Smart. Sharp. Funny. Fearless.
Friday, June 22, 2018

By Jacqueline Charles, The Miami Herald

MIAMI — A top underwater explorer says he is certain that he has found the Holy Grail of shipwrecks — Christopher Columbus’ long-lost Santa Maria flagship used in his initial voyage to the New World.

Barry Clifford said he discovered the ship’s remains near the coast of Cap-Haitien in northern Haiti, where the Spanish explorer reported in his journal that it had run aground on Christmas morning in 1492. Years earlier, Clifford photographed what he now believes to have been a 15th century wrought-iron lombard or cannon that has since disappeared.

“There are only seven lombards that have been found in the Western world,” Clifford told the Miami Herald on Tuesday. “We found the eighth, exactly the distance where Columbus said he lost the Santa Maria.”

The Santa Maria ship drifted into a reef and had to be abandoned. Columbus ordered sailors to build a fort nearby in Haiti before sailing the remaining two ships — La Nina and La Pinta — back to Spain to report his findings.

The claim, which still needs to be verified, has its share of skeptics, including another underwater explorer who also believed he had discovered the remains of the Santa Maria while snorkeling in 1987 off Haiti’s northern coast.

“There is a lot of water, a lot of history around Haiti, and there have been many, many shipwrecks along the coast of Haiti,” said Daniel Koski-Karell, whose 1991 mission to confirm his hunch was thwarted by political turmoil.

But should the scientific evidence of the wreckage pan out this time, the discovery would solve a more than 500-year-old riddle that has plagued historians and marine archaeologists, and been the subject of many failed explorations. It would also help in the rebranding of a country struggling to rebuild four years after a devastating earthquake, and desperately trying to reshape its image in the world.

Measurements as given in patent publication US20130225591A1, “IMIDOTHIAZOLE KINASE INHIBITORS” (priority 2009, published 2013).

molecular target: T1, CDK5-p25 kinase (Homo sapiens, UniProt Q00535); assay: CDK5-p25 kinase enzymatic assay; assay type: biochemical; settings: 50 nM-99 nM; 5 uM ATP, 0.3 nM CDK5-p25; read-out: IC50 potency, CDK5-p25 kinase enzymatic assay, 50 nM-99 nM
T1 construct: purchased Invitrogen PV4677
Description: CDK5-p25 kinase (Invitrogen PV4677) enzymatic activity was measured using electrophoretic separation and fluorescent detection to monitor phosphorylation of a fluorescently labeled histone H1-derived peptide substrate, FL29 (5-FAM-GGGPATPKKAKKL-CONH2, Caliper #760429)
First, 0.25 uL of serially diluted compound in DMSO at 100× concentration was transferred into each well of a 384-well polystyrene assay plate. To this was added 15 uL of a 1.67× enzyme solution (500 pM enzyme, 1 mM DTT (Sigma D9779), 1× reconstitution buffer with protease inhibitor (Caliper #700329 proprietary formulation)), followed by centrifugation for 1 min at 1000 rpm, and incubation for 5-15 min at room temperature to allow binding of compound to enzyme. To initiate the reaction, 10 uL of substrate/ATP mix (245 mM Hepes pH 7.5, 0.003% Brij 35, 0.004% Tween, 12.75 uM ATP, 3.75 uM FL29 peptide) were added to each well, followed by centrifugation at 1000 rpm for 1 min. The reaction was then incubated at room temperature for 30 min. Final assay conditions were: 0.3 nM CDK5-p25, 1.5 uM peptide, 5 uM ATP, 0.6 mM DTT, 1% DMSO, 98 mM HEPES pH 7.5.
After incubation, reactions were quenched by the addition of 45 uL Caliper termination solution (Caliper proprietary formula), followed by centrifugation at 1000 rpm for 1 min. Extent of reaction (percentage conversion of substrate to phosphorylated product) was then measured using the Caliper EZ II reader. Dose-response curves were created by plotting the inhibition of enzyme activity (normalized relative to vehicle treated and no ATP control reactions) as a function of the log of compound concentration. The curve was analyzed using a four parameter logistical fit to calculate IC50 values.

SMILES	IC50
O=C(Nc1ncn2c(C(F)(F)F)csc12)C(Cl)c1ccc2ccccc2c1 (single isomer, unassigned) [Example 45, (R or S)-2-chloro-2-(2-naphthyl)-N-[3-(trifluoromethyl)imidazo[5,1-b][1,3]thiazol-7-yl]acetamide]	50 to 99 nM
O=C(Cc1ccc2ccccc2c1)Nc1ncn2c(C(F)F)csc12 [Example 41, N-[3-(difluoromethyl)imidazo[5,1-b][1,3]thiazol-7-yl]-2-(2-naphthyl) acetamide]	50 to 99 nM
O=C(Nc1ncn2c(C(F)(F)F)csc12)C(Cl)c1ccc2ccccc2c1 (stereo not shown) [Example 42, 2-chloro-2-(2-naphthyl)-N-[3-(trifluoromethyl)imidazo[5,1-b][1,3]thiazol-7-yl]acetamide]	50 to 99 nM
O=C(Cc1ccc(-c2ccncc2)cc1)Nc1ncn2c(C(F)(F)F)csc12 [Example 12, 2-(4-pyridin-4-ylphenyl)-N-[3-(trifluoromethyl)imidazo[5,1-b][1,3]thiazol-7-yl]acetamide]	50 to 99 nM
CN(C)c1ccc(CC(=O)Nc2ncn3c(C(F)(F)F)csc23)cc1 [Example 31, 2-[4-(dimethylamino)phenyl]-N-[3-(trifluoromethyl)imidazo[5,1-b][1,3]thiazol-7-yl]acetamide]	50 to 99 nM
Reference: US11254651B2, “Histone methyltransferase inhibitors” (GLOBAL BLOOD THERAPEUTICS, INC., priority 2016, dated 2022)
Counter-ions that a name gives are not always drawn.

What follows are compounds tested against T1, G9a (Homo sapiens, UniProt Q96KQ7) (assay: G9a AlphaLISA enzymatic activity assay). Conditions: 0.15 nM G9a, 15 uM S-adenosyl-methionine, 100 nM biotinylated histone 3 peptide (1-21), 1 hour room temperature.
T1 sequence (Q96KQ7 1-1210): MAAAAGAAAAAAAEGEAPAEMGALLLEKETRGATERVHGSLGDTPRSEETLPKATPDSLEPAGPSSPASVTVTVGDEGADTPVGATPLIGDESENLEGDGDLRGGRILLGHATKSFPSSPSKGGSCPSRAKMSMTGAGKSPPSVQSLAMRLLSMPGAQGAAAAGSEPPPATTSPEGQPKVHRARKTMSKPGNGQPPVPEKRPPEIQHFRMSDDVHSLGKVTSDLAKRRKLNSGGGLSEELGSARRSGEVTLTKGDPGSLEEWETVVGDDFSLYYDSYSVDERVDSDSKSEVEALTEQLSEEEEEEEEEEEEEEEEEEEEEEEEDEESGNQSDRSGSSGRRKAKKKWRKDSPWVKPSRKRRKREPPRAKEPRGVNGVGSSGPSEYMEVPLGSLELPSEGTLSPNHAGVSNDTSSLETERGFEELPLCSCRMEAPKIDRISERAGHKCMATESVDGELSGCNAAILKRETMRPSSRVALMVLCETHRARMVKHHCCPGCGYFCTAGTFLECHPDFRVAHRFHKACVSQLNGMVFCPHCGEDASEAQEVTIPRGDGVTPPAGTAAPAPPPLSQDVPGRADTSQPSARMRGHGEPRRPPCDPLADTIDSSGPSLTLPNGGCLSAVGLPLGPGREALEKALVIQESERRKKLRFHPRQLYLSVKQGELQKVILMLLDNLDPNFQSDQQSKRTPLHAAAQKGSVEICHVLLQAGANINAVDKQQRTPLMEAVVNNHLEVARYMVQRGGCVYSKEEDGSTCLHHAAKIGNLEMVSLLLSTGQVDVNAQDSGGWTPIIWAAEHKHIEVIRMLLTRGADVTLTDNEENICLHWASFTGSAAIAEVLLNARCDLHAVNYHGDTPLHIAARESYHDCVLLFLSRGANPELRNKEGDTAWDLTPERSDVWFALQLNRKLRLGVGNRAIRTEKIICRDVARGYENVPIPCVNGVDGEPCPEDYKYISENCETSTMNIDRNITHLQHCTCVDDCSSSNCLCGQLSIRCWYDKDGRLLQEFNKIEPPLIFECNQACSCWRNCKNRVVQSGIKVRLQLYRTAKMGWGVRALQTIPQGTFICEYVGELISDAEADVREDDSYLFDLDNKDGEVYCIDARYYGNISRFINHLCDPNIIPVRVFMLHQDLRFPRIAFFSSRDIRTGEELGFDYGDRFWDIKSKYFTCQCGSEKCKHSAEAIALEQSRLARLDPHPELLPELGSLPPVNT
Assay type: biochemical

“It would be a tremendous discovery for Haiti,” Haitian Prime Minister Laurent Lamothe told the Herald.

Lamothe, like others in the government, aren’t breaking out the champagne just yet.

But a confident Clifford, who says he’s been in touch with Haitian President Michel Martelly, is already envisioning a traveling exhibit of the wreckage that would be “a positive statement from Haiti around the world.”

“This ship that changed the course of human history needs to be protected and preserved for the Haitian people; that is much more valuable than gold,” he said. “This is an irreplaceable resource for the Haitian people.”

Clifford won’t provide the precise coordinates of the wreckage, only that it’s on a reef in less than 20 feet of water in an area not larger than two football fields.

He is concerned, he said, that what’s left will be looted and said he has asked Martelly to help preserve the site until a scientific diving expedition and underwater archaeological excavation can be conducted to determine whether the materials are consistent with the late 15th century ship.

If research findings indicate that the shipwreck is likely the Santa Maria, a full excavation will be undertaken, under the auspices and full ownership of the Haitian government, Indiana University’s Office of Underwater Science said Tuesday. The university plans to conduct a full investigation, possibly as early as this summer, to determine whether the finding is the Santa Maria.